The Herald (Glasgow)
GLASGOW will take thousands more asylum seekers after striking a new deal with the Home Office. The city council has signed a new five-year contract to replace an arrangement which is due to expire next week. It will play host to up to 4200 asylum seekers at any one time. Glasgow, the only Scottish authority to accept asylum seekers, has been welcoming them since January 2000, with many staying on in the city after they win leave to remain in the UK. However, the future of its asylum programme had been in doubt because of concerns over unanticipated costs. The council has previously argued that funding from the Home Office’s National Asylum Seeker Service (Nass) was not high enough to cover some of the extra costs incurred, including schooling and translation services. The new contract was signed only after the Scottish Executive agreed to give the council an extra GBP1.4m to help pay education and social work bills. It is understood that Glasgow had asked for GBP2m. Irene Graham, the council’s spokeswoman on equality issues, said: “Glasgow has a proud history of giving refuge to those who are fleeing persecution. It is important that asylum seekers who come to the UK receive a humane and warm welcome and that is what we will continue to provide in Glasgow. “Asylum seekers are housed in many communities across Glasgow and they make a positive contribution to life in the city. The systems we now have in place to support their integration are among the best to be found anywhere. It would have been wrong for the council to walk away from this issue. “I know that we will continue to work in partnership with Nass and many other agencies to ensure that asylum seekers who come to Glasgow have all the support they need while their applications are considered by the Home Office.” City leaders believe asylum seekers – especially those who qualify to stay in Britain as refugees – can make a huge contribution to the economy. Refugees are often highly educated and some of their skills are in demand. The children of asylum families have also helped raise attainment levels in several city schools and set positive examples for Scottish pupils. Early problems with the programme, including tension in some parts of the city prompted by the arrivals of thousands of foreign families, have now been largely ironed out. The new contract is not quite as big as the old one. The council currently supports 4929 asylum seekers, more than the maximum of 4200 stipulated in the new Home Office deal. However, the council is no longer the only body in Glasgow housing asylum seekers. Two others, the YMCA and the Angel Group, a London-based firm, can now do so too, so the council and its partners are in the middle of a complicated transfer of asylum seekers from one body to another.
‘We don’t want to go’; After fleeing violence, a Congolese asylumseeker family are being forced from the community they’ve called home for the past five years. Damien Henderson investigates
The Herald (Glasgow)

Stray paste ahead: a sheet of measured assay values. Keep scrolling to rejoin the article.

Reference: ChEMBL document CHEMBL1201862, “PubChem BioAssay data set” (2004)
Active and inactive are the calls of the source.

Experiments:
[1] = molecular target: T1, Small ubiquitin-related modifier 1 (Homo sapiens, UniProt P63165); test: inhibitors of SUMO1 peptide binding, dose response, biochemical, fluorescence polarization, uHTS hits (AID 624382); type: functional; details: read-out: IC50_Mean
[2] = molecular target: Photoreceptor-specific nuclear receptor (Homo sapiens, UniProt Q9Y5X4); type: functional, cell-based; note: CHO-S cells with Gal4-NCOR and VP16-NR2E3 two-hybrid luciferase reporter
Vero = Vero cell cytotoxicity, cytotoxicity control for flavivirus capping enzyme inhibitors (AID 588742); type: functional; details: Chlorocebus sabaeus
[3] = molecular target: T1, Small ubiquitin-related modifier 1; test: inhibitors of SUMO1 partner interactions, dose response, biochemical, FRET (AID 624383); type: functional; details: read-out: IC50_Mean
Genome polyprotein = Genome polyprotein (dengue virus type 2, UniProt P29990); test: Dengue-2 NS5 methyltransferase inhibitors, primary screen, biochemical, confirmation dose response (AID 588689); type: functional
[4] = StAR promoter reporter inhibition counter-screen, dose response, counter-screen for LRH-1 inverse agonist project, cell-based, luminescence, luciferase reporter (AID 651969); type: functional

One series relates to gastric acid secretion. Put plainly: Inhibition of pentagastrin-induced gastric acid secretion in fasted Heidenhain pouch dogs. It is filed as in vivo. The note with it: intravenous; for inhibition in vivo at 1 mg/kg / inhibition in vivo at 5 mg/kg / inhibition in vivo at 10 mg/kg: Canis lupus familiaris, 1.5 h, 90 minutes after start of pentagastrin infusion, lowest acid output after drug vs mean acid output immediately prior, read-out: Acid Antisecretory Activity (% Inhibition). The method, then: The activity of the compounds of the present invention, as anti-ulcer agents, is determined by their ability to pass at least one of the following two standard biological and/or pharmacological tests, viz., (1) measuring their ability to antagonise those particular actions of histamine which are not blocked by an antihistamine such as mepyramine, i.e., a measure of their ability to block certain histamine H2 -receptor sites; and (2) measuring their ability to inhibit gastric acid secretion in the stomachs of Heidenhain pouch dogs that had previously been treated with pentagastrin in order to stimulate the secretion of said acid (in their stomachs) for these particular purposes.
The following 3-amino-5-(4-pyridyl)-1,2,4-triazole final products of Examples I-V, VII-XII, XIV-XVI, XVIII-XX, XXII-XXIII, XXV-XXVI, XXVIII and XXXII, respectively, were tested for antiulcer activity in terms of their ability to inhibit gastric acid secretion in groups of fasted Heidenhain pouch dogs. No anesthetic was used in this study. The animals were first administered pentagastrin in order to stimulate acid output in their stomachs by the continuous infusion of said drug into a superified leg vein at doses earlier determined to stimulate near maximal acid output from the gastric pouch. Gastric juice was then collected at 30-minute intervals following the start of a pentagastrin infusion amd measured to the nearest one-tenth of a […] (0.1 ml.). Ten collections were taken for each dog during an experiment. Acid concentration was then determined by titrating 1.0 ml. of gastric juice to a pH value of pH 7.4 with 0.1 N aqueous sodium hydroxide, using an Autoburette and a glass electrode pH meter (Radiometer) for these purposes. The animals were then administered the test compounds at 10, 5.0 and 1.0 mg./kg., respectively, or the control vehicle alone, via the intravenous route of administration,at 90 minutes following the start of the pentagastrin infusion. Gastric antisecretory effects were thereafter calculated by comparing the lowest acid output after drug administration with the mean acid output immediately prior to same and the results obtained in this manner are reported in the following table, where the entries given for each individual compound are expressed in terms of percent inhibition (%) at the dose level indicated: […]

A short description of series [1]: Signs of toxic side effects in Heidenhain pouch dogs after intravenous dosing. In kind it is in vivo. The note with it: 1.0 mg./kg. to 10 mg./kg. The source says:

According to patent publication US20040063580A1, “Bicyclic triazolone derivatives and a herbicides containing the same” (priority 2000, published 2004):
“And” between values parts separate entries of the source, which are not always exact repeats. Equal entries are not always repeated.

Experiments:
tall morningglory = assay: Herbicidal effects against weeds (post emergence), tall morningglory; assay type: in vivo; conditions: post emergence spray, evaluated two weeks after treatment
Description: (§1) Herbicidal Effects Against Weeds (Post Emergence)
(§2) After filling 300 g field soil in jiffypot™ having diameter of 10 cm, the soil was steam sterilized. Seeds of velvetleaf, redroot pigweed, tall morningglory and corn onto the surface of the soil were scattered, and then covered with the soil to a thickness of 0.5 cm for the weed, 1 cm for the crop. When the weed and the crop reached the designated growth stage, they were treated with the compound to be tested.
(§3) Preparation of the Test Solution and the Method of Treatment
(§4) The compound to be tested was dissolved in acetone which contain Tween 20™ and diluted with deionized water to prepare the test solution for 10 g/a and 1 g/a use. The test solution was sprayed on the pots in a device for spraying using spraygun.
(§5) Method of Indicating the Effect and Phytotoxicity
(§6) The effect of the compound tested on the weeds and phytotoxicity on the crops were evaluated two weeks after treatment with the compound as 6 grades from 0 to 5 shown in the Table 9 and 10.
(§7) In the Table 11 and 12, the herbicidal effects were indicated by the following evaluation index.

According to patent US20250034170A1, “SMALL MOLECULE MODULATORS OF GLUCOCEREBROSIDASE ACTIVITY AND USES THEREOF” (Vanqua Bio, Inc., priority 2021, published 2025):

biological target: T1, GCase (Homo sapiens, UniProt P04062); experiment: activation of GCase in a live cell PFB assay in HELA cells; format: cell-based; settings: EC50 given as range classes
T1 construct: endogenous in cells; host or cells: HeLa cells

A high-rise in the Springburn area of Glasgow to which the family is being sent. Pictures: Colin Mearns/Martin Shields On the second floor of a tower block in Pollokshaws, on the southside of Glasgow, is a three-bedroom f lat which Paul Ndongala and his family have come to call home. Five years after they fled to the UK from the Democratic Republic of Congo, then in the throes of a bloody five-year war with neighbouring Rwanda and Uganda. Scotland has proved a place of much-needed stability. Settling in was not easy – they were one of the first black families to live in the area – but they have eventually come to feel like part of the fabric of the community. The eldest three children – Jonathan, aged 14; Herve, nine, and Blanchard, eight – attend local schools and Ndongala and his wife, Marianne, are wellknown church-goers and volunteers. That sense of belonging got a rude shock last month. On May 18, a letter arrived informing the family that they would have to move to a tower block in Springburn on the other side of the city in less than two weeks. A date had been set for June 1 and a removal team booked to help them move. A separate letter from the National Asylum Support Service (NASS) set out the terms of the move in stark terms. The accommodation was offered on a “nochoice” basis. If it was not taken up, the family’s cash support – a meagre 90-per cent of unemployment benefits – could be discontinued. Page 32 More asylum seekers set for Glasgow; Home Office deal renewed for five more years The disruption has had a telling effect on Ndongala, a broad man with a warm and open smile. His brow furrows as he describes his family’s reaction to the news and he comes close to tears: “We do not want to go to this place, ” he says. “My children are very upset. They do not want to leave their friends at school. The other day Herve came back from school and he was crying. They have told us that once we move they will find us a new school and a new GP but we don’t want to go.” The move is due to the partial privatisation of asylum-seeker accommodation throughout the UK, which has attracted fierce criticism from campaigners, politicians and trade unions. Under a deal struck in February this year by NASS, an executive agency of the Home Office, some 20-per cent of housing for asylum seekers in Glasgow has been transferred to two contractors: the YMCA and the Londonbased Angel Group. The Home Office refused to disclose how many people would be moved, citing “commercial confidentiality” but activists say they have been told that around 1000 people, almost exclusively families, have been affected. Asylum campaigners have told The Herald that forcing families to move after staying in an area for up to five years is causing enormous stress and anxiety to an already vulnerable group. They say it is also undermining efforts to integrate asylum seekers into the wider community, a goal to which the Scottish Executive alone dedicates GBP1m a year. Moreover, there are concerns over the suitability of the housing “offered”. The YMCA manages a 30-story tower block in Springburn in the north of Glasgow, which currently houses around 190 asylum seekers and is expected to accommodate up to 90 more. But unlike the tower blocks in Pollokshaws where they are moving from, the occupants are not allowed telephones in their own flats or washing machines and, until very recently, were required to sign in and out of the building every time they left. At the time of writing, the laundry room on the first f loor of the building had fourwashing machines to serve the entire block, but only one of them was working. The building also had several public telephones but these too were either boarded up or broken, leaving residents to walk to the nearest Post Office to make calls. Shafiq Mohammed, who has worked as the YMCA’s refugee services co-ordinator for the last two years, concedes that there had been problems with the washing machines which he says were due to low water pressure in the building. A review is currently taking place to see if more machines can be added and to decide whether phones can be placed in people’s rooms. He defended the standard of the YMCA accommodation, which has 16 support staff, aiming to give asylum seekers 24-hour assistance. However, Sandra White, the Glasgow SNP MSP, says the accommodation is “housing on the cheap”. “After all the good work that has been done to integrate these people, are we saying we are going to have to start again from scratch?” she asks. “Who’s going to follow through to check that services are there for them? These are very vulnerable people and God knows what’s going on in their minds.” Bill Speirs, general secretary of the Scottish TUC, also warns the move could leave asylum seekers more vulnerable to racist attacks. “There’s no place for ghettos in Scotland, ” he says. “Concentrating them all in one building makes them easy targets. It definitely makes them more vulnerable.” Meanwhile, the Ndongalas have not moved and the Home Office’s threat to cut their benefits appears to have been carried out. Two weeks ago the family’s asylumsupport money was a week late, leaving them to beg and borrow from friends to put food on the table. Last week, they received an emergency payment of half the amount they are usually due. Appeals by friends, community leaders and the local parish priest to allow the family to stay have fallen on deaf ears. Ndongala asks: “We have integrated well here. Now they want to put us in a place where we only live with other Page 33 ‘We don’t want to go’; After fleeing violence, a Congolese asylumseeker family are being forced from the community they’ve called home for the past five years. asylum seekers. How can we integrate then?”